3 Ways Trucking Companies Can Prevent Truck Accidents
Truck accidents can be devastating for passenger vehicle occupants. In fact, according to the Insurance Institute for Highway Safety (IIHS), 82% of truck accident fatalities are those outside the truck, including motorists, bicyclists, and pedestrians.
Given the potentially life-changing consequences of truck accidents, the companies that operate and maintain trucks have legal obligations to ensure their fleet is safe for road travel. Upholding these responsibilities can greatly reduce the number of truck accidents that occur. Sadly, however, many trucking companies fail in this duty.
Many truck accidents are fatal for passenger vehicle occupants. This is because most cars are no match for a fully-loaded tractor-trailer traveling at fast speeds on the highway. Even when truck accident victims do not die in the crash, they often face permanent consequences. The catastrophic injuries that often result from truck accidents include, but are not limited to, the following:
- Traumatic brain injuries
- Spinal cord injuries and paralysis
- Severe burn injuries
- Broken bones and fractures
- Injuries requiring amputation
Such devastating injuries often require long-term medical treatment. This can throw a truck accident victim and their family into financial turmoil. The problem is exacerbated by the fact that truck accident victims often cannot return to work for a long time after the crash, so they have no way to pay for these sudden medical bills.
It’s not right for truck accident victims and their families to foot the bill when the crash could have been prevented had trucking companies fulfilled their legal duties.
There are several measures that every trucking company should take to reduce the chances of accidents. Three such measures include the following:
Any safe truck route begins with a qualified driver. Trucking companies should conduct full background checks on their driver applicants and disqualify any who have serious infractions on their record, like a DUI.
Once hired, trucking companies should also put new hires through a vigorous training process to ensure they know how to operate big rigs for long periods of time and over various types of terrain.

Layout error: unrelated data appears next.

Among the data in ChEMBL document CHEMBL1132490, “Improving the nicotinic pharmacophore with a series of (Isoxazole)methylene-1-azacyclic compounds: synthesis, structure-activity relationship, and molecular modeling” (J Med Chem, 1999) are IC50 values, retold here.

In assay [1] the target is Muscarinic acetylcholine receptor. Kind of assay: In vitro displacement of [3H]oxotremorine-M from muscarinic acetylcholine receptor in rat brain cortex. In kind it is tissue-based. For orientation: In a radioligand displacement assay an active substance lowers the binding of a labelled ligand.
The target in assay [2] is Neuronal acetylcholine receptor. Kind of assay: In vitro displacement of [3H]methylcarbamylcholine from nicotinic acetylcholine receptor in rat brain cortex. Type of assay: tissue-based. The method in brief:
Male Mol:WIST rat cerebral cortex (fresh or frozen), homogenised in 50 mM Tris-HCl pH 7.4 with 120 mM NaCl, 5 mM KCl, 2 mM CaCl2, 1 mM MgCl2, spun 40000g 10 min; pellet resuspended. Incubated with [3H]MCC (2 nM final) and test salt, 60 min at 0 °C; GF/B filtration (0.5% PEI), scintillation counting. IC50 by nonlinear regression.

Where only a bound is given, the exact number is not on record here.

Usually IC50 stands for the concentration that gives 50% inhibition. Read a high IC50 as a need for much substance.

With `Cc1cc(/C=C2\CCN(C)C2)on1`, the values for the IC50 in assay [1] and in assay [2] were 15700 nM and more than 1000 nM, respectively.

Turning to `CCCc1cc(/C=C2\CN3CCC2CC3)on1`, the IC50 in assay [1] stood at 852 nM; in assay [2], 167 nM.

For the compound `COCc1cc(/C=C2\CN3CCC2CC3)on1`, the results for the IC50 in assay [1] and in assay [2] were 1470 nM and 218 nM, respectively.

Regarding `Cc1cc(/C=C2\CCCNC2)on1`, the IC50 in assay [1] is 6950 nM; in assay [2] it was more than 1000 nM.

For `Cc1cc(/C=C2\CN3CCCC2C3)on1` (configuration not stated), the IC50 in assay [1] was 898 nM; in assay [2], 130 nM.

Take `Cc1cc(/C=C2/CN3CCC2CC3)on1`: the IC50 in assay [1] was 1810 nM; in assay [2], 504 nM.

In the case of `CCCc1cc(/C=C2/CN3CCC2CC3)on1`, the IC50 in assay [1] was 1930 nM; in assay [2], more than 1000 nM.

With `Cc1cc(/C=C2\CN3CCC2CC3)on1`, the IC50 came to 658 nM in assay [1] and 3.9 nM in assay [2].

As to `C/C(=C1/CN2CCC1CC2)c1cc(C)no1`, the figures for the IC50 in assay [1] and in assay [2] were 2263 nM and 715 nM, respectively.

The Occupational Safety and Health Administration (OSHA) requires employers to provide training materials in a language every employee understands. Trucking companies must spend the money to print training materials in multiple languages or hire bilingual presenters.
Trucks haul heavy loads over vast distances. They must be inspected and maintained regularly in order to prevent mechanical failures and subsequent accidents. The areas on a truck that are most vital to inspect regularly include the following:
- Electrical components
- Trailer connectors
Trucking companies should require their mechanics to leave notes in a log so the history of a certain truck’s problems can be known by the driver. This will also help management know if it’s safer for a vehicle to be taken off the road rather than continuously repaired.
Truck drivers are notorious for violating the Federal Motor Carrier Safety Administration’s (FMCSA) hours-of-service regulations that limit the hours a trucker can drive without a break.
Trucking companies must implement a work culture of accountability that requires drivers to take a break not only when required, but also when needed. Additionally, the installation of electronic logbooks (as opposed to paper) may help reduce fraudulent entries from truckers.
If you or someone you love has been injured in a preventable truck accident, our Mobile personal injury attorneys are here to help. We have the experience and resources needed to take on large trucking companies and their insurers, and we can help you recover the compensation you need to recover.
Call Cunningham Bounds, LLC at (251) 299-0101 to schedule a free consultation.